Tip: Practice your phone manner. If you find the phone awkward, find someone to practice with even if they are just in another room in your home.  

6. Perform Second and Third Rounds of Interviews: Throughout the interview process, Darrell talks about looking for three things: competence, character, and chemistry. He wants to know that the person to be hired is able to do the job! One of the ways that he screens for this is through using behavior-based questions. He includes questions regarding ethics to assess character.  And then finally, he is looking for someone that he finds a connection with.

Darrell shared that he has recently been using web technology in his interviews, specifically Google hangouts.  He has been conducting group interviews with 4-6 people through Google hangouts. For technical or creative positions, he may give the individual a small task to complete as part of the interview.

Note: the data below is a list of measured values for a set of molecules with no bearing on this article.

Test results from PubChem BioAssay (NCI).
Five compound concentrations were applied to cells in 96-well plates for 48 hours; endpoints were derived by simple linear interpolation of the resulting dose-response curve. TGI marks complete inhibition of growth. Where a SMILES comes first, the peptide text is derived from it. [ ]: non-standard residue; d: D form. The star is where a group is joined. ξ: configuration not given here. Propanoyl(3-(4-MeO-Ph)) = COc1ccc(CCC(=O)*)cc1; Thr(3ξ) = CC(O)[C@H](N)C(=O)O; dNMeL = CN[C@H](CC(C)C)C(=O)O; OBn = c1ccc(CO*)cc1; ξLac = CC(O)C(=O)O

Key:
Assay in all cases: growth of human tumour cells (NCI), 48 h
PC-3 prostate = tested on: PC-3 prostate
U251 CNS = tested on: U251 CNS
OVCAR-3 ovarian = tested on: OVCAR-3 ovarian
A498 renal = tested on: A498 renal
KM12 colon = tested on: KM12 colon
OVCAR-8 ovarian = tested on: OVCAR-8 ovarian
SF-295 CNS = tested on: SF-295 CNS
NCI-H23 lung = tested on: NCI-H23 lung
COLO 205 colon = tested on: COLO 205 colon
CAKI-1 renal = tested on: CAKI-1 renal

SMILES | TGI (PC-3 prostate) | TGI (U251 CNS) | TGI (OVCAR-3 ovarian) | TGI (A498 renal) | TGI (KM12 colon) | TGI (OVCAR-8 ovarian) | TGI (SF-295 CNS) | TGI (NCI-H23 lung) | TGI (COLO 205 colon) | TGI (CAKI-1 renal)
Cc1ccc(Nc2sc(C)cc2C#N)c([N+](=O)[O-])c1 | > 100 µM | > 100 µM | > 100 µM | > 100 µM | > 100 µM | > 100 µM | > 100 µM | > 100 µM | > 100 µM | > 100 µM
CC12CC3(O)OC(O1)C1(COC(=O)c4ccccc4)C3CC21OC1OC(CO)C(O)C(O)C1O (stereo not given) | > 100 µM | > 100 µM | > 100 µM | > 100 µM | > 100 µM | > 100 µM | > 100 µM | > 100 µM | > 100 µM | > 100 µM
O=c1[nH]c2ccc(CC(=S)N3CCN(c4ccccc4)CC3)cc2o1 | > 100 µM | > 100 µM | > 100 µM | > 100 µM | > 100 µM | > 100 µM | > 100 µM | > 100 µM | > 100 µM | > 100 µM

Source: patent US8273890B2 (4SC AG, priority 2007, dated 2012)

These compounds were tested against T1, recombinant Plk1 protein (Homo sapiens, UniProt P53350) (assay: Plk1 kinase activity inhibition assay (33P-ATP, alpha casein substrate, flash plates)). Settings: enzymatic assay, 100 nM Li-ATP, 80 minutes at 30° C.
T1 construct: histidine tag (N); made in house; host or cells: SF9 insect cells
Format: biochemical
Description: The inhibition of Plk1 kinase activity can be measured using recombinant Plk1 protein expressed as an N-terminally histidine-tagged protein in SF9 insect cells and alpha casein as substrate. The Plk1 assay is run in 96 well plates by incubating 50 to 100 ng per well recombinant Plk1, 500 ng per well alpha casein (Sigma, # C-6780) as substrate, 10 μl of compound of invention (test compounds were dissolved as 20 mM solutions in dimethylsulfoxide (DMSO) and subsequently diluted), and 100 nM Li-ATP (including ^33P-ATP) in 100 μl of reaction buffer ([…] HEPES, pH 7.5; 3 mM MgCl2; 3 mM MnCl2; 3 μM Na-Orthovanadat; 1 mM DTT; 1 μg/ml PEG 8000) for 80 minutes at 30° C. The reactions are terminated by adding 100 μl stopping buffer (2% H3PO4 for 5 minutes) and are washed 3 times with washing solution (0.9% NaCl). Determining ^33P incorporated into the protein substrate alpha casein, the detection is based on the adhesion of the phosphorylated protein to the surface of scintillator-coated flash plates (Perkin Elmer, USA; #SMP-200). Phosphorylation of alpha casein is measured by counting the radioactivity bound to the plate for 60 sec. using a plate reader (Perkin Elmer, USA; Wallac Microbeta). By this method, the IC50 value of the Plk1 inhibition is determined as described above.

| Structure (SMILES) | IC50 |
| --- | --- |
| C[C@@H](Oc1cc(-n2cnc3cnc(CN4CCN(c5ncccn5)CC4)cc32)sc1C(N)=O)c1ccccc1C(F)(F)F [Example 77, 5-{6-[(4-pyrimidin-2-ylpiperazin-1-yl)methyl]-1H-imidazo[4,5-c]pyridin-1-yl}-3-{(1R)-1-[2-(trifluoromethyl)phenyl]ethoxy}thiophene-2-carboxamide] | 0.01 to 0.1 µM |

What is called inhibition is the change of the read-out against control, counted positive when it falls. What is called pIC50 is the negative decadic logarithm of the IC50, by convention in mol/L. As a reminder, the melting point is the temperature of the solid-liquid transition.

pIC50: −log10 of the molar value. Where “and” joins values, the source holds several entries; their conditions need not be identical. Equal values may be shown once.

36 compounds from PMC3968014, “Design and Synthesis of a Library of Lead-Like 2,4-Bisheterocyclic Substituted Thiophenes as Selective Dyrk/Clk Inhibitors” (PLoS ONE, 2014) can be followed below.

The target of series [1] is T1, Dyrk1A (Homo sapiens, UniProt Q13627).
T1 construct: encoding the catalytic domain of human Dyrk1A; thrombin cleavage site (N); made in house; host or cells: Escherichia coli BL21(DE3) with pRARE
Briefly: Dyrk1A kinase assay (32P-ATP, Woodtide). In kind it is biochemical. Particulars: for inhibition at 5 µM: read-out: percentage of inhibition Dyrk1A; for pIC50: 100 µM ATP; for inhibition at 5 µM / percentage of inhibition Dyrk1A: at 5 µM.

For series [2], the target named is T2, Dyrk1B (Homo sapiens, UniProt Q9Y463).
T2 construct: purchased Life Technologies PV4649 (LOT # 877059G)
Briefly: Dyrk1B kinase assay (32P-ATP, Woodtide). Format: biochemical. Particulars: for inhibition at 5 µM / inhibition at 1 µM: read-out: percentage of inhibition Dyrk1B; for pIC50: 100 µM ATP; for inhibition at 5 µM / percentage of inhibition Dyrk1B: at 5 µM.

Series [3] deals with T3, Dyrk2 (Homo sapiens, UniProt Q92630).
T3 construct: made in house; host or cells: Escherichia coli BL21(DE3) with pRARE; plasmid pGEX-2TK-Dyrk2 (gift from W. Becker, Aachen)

For the final interview, Darrell will often meet candidates at a coffee shop or at the company site.  Here, he will ask more detailed questions about the applicant’s background and career.

Tip: Be prepared for anything in terms of interview format! 

Tip: Practice your behavior-based questions which ask you to share what you have done in the past. Often these interviews questions will start with “Tell me about a time…” 

As you can see, the employer and recruiter put a huge amount of effort into the hiring process. The next time you submit an application, try putting yourself into the employer’s shoes and implement some of the tips shared here!